Five Things to Do in the Black Friday Line

Tuesday, November 22, 2011


(Yes, people really do camp out outside the stores...)


You couldn't get me to go to the Black Friday* sales if my life depended on it.

Fighting with crowds and standing around in the cold are bad enough. But getting up in the wee hours of the morning? Hell no.

That said, I know a lot of people who enjoy the thrill of the hunt and the excitement of the event.

My sister Melanie (who designs the covers for the Improvisation Toolkit DVDs) and her husband go every year. My theory is that it's less about the sales, and more a way to get some time alone together during the holiday weekend. But don't quote me on that. :)

So for those of you who love Black Friday, I've put together a list of five things you can do to have some fun while you wait in line.


1) Secret Dance Practice


It's COLD out there! Even if you live in a warmer area, the early morning can still get chilly.

Keep yourself warm by doing some shimmy drills. Keep the circulation going in your hands by practicing your wrist circles and hand undulations.

Tips:
  • If you're shy, wear a long coat. Nobody will be able to tell that you're dancing, rather than just shivering. If you're not shy, not-so-secret practice is a great conversation starter!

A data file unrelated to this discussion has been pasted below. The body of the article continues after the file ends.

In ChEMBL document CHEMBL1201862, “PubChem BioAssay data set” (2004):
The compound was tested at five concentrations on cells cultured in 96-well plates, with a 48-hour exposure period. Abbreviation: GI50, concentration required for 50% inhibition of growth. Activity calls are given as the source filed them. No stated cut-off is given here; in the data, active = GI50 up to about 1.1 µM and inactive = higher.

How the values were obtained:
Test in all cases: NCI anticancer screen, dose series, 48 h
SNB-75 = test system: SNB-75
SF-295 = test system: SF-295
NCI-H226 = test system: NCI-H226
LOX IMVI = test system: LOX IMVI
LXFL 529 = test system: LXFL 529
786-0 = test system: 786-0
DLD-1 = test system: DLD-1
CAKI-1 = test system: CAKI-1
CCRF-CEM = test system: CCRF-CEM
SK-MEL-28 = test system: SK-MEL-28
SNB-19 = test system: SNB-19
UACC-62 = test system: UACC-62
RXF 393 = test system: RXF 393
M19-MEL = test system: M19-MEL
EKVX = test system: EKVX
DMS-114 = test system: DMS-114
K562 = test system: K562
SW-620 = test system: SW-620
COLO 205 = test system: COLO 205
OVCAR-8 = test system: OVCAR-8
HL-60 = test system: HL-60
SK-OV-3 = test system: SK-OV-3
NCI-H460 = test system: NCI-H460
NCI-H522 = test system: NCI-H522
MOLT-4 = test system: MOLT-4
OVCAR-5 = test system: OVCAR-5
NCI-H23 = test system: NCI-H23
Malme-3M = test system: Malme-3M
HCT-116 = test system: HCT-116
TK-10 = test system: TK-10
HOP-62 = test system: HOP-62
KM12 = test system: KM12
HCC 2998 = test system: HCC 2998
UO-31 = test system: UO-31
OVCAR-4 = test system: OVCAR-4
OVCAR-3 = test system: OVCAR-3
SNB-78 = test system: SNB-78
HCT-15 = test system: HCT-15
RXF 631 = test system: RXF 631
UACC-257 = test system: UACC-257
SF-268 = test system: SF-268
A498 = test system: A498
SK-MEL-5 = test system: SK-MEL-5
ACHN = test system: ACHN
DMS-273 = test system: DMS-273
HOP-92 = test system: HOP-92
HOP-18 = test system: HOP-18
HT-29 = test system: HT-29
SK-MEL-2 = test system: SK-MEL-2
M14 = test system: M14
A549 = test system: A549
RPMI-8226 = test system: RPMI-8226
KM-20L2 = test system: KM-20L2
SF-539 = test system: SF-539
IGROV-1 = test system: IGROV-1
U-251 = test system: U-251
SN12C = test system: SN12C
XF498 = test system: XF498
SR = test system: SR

• Bring your iPod. You'll want some music to inspire you.

  • It's more fun with a friend. Invite a classmate or troupemate along, and practice your routines while you wait.
  • If anyone else in the line looks curious, strike up a conversation. You could even offer to show them a few moves, if they seem receptive. (If you teach or perform, be sure to bring a few business cards.)




2) Virtual Dance Practice


Studies have shown that tennis players are more likely to hit a perfect serve if they visualize it several times first. The visualization tells your brain "hey, this is important - and I'm going to ask you to do it again." We can apply this to belly dance too, whether it's executing a perfect hip drop, or learning a combination.

Standing in line is a great place to do just that. So choose something you want to work on, and just imagine yourself doing it over and over again.

Tips:
  • Be specific. "I want to make my snake arms more precise" is much better than "I want improve my arms."

  • Be sure to visualize every detail. What's happening in your hips, waist, hands, feet, gaze, and breath? What do you see, feel, and hear?

  • If you're visualizing a combination or choreography, focus on one small snippet at a time.




3) Air Zils


Working on your finger cymbals? A great way to kill time is to play "air zils". Just tap your middle fingers and thumbs as if you were playing your zils.

Tips:
  • If you're shy, practice with your hands in your pockets, or tucked inside your sleeves.

  • Bring your iPod, and play along to different songs.

  • Be sure to "ring" your air zils. When you don't have the sound of the zils to guide you, it's easy to focus on closing your fingers, which trains you to "clack" your zils instead of ringing them. Focus on bouncing open after the strike, instead of on the strike itself.